South Korean Women Are Reverse-Tanning & It’s Not What You Think
If you’re into tanning and getting a bit of that sunny glow after a vacation, you probably wouldn’t have heard of reverse-tanning.
Why would you get a tan and then reverse it anyway? Adding some colour to our skin and soaking up vitamin D would do wonders!
Unfortunately, in South Korea, skin colour still matters quite a bit, with many idols sporting pale, milky white skin. How do they do it? Apparently, there is a popular treatment in the region known as “white tanning.”
What is white tanning/ reverse tanning?
According to Refinery29, despite its namesake, reverse tanning doesn’t actually reverse the effects of sun exposure on your skin. Yet, there isn’t much whitening happening either. The real reason the treatment is so popular in Korea is because white tanning, or red-light therapy, actually promises to even out your skin tone.
How does reverse tanning work?
It seems like NASA is responsible for the creation of this phenomenal treatment. The scientists at NASA developed a technology to treat wounds in space, by helping to stimulate the body to heal itself. A long wavelength of infrared light penetrates deep into one’s skin layers to energize fibroblast cells, and hence boosting collagen and elastin production.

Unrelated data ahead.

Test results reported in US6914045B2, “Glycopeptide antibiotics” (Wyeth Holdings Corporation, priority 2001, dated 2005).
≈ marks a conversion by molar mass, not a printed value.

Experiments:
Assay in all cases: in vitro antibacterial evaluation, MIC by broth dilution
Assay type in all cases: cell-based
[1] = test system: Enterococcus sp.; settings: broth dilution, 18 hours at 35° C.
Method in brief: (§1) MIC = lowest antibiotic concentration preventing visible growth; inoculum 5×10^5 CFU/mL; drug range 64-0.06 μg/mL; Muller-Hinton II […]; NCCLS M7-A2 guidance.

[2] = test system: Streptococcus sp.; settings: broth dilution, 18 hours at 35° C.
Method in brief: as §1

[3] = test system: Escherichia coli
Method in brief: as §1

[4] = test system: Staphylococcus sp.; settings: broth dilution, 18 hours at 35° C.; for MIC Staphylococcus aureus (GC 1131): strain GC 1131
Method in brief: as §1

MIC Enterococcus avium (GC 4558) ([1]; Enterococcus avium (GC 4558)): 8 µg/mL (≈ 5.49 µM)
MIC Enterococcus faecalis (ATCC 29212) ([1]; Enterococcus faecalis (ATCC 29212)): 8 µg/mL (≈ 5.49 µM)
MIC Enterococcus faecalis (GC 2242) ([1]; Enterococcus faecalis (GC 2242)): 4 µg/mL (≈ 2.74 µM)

Most red light therapies are designed specifically for the face. In South Korean aesthetic clinics, however, you can sit inside a container while an infrared light machine works its magic on your body.
Korean celebrities are quite fond of white tanning
More often than not, for photoshoots, South Korean celebrities get a tan beforehand to achieve the right appearance for the said shoot, and then they’d want to reverse the tan altogether. Shin Min Ah, who starred in My Girlfriend Is A Gumiho is reportedly a fan of this after-shoot treatment.
What do you think? Misleading name aside, reverse tanning does have some healing benefits. Would you go for this signature Seoul treatment? Let us know!